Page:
According to the American Academy of Pediatrics, “head lice infestation is associated with limited morbidity but causes a high level of anxiety among parents of school-aged children.” In other words, head lice causes a lot of unfounded panic for parents. Why? It may simply be because of the “ick factor”: the unsettling thought of a swarm of little bugs infesting one’s head. It may also be because of similarly unfounded concerns about head lice being associated with poverty or lack of cleanliness.
Whatever the reason, head lice remains a troubling malady to many parents around the country. Indeed, estimates from the Centers for Disease Control and Prevention (CDC) note that up to 12 million cases of head lice infestation occur each year in the United States, and the vast majority of those cases are school-aged children. Perhaps one of the most damaging aspects of head lice is simply the social stigma that can leave children feeling shame and embarrassment.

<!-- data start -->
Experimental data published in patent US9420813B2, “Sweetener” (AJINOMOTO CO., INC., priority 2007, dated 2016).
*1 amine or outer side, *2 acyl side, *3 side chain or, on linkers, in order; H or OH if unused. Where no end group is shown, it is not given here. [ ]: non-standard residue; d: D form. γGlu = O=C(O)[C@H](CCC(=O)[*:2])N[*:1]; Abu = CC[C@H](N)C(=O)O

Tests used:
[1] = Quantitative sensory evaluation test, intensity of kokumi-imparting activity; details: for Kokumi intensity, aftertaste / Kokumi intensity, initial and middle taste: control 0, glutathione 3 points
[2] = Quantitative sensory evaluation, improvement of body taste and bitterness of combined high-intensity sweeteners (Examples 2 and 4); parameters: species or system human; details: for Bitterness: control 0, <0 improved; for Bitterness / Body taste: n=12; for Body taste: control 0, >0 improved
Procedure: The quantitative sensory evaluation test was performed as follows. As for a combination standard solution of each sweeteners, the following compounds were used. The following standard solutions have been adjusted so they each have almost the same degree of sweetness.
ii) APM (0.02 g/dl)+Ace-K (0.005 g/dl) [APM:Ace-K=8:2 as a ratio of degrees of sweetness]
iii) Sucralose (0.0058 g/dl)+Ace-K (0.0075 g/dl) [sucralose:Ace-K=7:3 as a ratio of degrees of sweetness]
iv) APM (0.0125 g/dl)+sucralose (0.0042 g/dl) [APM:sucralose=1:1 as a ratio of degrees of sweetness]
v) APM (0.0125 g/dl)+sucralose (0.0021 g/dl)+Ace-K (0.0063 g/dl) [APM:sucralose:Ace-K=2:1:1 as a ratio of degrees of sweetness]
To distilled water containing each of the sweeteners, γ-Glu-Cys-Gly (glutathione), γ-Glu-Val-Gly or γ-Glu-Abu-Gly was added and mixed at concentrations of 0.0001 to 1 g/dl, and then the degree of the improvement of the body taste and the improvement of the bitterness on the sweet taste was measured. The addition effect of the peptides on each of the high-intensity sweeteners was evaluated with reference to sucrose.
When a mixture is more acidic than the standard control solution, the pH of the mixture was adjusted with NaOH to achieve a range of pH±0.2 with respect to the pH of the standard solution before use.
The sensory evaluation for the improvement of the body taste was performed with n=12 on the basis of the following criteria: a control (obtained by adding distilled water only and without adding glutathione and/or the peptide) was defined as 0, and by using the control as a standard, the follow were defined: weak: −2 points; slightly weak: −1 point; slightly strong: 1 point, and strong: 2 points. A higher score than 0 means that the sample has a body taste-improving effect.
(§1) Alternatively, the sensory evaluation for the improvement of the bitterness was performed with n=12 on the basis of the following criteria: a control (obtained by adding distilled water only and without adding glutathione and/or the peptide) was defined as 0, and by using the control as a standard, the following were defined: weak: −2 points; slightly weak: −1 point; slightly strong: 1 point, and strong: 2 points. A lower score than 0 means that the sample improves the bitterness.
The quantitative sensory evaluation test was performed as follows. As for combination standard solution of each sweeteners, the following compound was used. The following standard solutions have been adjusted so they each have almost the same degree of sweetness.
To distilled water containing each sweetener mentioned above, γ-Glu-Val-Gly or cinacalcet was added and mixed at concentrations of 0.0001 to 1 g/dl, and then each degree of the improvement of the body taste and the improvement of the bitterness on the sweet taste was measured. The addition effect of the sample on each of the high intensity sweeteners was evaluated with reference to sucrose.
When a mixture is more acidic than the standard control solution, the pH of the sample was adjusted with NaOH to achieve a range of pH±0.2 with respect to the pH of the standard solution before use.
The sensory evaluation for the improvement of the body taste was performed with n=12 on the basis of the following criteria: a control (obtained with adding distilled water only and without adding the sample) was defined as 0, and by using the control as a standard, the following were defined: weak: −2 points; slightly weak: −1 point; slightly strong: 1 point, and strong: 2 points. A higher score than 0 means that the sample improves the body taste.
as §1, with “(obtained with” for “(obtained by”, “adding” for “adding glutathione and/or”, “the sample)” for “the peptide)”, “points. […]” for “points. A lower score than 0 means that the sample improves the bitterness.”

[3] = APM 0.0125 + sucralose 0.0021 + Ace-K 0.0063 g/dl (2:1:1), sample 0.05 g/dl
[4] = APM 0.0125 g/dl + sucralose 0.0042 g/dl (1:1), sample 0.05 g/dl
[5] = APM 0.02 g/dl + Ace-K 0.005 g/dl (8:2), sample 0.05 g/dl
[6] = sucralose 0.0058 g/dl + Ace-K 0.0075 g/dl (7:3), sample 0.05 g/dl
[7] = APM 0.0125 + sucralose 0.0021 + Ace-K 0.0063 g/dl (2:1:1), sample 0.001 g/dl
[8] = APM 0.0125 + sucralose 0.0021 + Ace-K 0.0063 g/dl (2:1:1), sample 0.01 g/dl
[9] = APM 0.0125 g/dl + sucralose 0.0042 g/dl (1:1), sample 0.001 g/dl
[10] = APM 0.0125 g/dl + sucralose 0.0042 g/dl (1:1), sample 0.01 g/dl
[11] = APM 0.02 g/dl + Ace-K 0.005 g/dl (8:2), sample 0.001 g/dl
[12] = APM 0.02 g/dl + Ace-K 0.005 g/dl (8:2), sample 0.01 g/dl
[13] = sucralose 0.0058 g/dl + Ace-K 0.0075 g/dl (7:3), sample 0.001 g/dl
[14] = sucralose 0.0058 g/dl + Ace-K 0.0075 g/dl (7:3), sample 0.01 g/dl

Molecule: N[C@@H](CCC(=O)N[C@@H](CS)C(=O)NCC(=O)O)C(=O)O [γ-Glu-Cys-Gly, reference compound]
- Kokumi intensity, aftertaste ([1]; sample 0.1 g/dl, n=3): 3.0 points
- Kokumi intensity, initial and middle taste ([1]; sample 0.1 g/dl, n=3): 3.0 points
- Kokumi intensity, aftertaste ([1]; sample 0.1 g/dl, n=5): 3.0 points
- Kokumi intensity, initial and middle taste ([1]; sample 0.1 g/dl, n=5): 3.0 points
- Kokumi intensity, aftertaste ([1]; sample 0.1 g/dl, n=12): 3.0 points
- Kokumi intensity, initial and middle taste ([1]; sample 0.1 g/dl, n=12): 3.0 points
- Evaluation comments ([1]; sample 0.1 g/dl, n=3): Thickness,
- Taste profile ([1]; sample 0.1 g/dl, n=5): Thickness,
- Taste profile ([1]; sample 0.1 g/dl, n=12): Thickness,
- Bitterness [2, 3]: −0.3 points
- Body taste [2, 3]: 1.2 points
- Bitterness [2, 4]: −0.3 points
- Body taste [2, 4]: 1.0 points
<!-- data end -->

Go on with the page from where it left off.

The reality of head lice is that the stigmas associated with an infestation is not based in scientific reality. While clearly undesirable (and a little unsettling), there are no known diseases or other medical conditions that can be carried by head lice. Nevertheless, parents and teachers of all backgrounds go to great lengths to deal with any infestation. In fact, it has been estimated that the cost for combatting head lice infestations is a surprising $500 million a year in the United States alone.